In 2008, the European Southern Observatory reported, upon the end of a 16-year study described here http://www.eso.org/public/usa/news/eso0846/, that the 28 stars nearest the very large black hole in Sagittarius A included 22 in varied orbits compared to a "swarm of bees", and six (all slightly farther from the BH) in a disc of very fast orbits. As the stars were "too young" to have migrated far, and as the tidal forces in black holes had apparently been felt to leave star formation in that region unlikely, further research was planned. I'm asking whether there might have been any results, given the torsion-based cosmology which pairs black holes with white ones and is most concisely described at arXiv.org > https://arxiv.org/abs/1510.08834.
The spin of smaller celestial bodies may affect the spin of the larger systems of which they're a part to an extremely great extent, according to a version of inflationary cosmology developed by physicist Nikodem Poplawski since 2009. The simplest statement of his cosmology is at https://arxiv.org/pdf/1007.0587.pdf, but, in spite of its title as an "alternative" to cosmological inflation, it actually describes a version of that theory, as pointed out in the Wikipedia article "Inflation": Poplawski's version uses an extension of Einstein's General Relativity that's usually referred to as the Einstein-Cartan-Sciama-Kibble (ECSK) theory of gravity, and was developed, partly in consultation between Einstein and the French mathematician Cartan, to incorporate particulate spin (the rotation of subatomic particles) into relativity, since GR had been formulated several years before such spin was discovered.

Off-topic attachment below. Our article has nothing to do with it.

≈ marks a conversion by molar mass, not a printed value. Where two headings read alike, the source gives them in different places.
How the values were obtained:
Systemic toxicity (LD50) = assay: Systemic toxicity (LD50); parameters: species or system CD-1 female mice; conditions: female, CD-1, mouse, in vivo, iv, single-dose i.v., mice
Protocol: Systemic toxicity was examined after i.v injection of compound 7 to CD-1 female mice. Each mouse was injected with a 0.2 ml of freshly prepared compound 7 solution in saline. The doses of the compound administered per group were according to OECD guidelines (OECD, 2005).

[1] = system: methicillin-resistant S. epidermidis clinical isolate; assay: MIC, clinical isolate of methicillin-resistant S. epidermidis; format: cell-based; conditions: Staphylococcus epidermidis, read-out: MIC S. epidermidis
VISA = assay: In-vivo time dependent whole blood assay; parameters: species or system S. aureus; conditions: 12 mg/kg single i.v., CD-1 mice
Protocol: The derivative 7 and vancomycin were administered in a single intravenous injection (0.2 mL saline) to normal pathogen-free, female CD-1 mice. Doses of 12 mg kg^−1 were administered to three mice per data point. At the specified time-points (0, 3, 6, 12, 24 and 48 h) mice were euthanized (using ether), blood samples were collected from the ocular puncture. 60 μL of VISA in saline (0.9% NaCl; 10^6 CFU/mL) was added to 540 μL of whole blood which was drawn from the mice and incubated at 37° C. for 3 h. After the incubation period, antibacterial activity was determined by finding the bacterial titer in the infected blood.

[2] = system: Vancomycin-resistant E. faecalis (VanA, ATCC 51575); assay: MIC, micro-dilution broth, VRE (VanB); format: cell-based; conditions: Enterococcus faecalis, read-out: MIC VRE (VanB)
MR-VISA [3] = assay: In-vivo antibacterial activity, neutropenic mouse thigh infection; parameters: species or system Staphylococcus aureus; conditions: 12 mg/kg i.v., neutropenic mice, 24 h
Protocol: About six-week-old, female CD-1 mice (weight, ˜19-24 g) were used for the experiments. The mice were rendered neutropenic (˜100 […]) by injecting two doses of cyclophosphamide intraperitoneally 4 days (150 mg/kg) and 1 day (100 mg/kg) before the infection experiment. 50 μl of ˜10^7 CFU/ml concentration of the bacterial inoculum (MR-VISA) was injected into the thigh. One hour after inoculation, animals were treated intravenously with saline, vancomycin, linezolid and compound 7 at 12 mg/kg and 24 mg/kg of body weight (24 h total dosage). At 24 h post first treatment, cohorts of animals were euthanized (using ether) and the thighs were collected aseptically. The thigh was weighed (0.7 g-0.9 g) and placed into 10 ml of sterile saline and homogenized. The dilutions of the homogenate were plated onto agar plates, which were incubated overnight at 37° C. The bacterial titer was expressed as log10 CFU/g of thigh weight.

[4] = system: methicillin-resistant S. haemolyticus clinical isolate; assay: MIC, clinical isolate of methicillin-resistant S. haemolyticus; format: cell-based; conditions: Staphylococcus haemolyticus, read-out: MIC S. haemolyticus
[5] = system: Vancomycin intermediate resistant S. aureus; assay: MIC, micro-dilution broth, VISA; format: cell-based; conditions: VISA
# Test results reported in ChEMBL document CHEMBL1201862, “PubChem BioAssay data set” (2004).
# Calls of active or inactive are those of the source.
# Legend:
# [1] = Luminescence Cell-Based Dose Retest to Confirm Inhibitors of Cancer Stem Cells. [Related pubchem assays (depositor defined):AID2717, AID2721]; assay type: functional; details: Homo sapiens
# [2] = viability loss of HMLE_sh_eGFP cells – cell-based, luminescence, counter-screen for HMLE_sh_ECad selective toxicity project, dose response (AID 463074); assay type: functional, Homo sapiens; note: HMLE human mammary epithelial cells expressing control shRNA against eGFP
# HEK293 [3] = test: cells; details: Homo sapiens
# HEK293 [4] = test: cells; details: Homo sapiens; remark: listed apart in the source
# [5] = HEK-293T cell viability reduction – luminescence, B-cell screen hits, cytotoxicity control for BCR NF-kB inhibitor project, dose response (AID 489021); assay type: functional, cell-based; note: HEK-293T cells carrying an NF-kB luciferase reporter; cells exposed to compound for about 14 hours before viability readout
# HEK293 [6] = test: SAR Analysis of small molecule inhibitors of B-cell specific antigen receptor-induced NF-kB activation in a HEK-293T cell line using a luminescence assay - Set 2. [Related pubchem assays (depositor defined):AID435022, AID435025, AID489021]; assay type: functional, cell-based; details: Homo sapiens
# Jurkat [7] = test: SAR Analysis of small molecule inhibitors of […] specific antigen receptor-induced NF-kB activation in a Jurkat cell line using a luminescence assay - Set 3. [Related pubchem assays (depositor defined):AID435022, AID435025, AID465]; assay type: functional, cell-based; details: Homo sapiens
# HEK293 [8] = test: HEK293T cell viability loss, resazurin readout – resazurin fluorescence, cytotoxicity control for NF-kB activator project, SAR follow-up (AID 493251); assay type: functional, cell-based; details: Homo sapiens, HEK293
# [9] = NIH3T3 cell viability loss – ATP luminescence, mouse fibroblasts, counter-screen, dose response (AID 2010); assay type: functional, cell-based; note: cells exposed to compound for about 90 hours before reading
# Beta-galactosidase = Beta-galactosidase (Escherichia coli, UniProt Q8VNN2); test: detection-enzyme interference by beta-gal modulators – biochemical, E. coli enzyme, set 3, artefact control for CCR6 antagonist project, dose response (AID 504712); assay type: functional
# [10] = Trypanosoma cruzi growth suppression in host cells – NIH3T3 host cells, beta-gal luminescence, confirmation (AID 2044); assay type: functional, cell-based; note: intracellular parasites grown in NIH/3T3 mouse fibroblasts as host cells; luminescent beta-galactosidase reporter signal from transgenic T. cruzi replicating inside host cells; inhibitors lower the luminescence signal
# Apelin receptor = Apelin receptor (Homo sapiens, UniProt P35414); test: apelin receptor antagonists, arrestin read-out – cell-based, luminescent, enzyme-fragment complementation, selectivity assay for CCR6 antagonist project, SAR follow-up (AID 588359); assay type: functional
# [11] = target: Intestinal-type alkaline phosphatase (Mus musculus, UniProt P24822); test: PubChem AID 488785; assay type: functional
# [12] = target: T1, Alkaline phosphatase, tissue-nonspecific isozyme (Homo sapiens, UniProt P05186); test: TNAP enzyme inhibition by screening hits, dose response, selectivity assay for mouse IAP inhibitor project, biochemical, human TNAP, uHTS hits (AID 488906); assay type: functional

Partly because ECSK made an assumption that fermions (loosely describable as "matter particles") have a spatial extent (tiny, but about 37 times the Planck length) that's incompatible with a renormalization technique useful in quantum mechanics (which generally requires all subatomic particles to be pointlike), and perhaps partly because its application to cosmology allows a universe that's eternal to the past and to the future rather than one that's eternal only to the future, the ECSK theory has not been widely utilized in cosmology until recently, when physicists exasperated with the failure to discover any specialized subatomic particle that would cause inflation began turning to it. As you can see on p.7 in the piece I've linked you to, Poplawski's torsion-based cosmology may be falsified if there's no evidence for any prevalent direction of rotation, whereas inflationary cosmology that's based on a field of hypothesized "inflaton" particles cannot be falsified at all, leading to many recent objects to it by theoreticians.
I'd also like to know (if possible) whether the direction of the orbits of the stars concerned is the same as the direction of rotation of the super-massive BH itself, assuming that the latter was not inferred from the former: This would help me to assess the plausibility of this BH cosmology, as one of its leading proponents (Nikodem Poplawski) feels the arrow of time to derive from the direction of matter's passage across the event horizons of BHs, and has also felt the torsion-based theory to be falsifiable by the lack of a prevalent direction of rotation in the universe. (These are details to me, but might appear in whatever conversations or observations might contain the answer to my question.)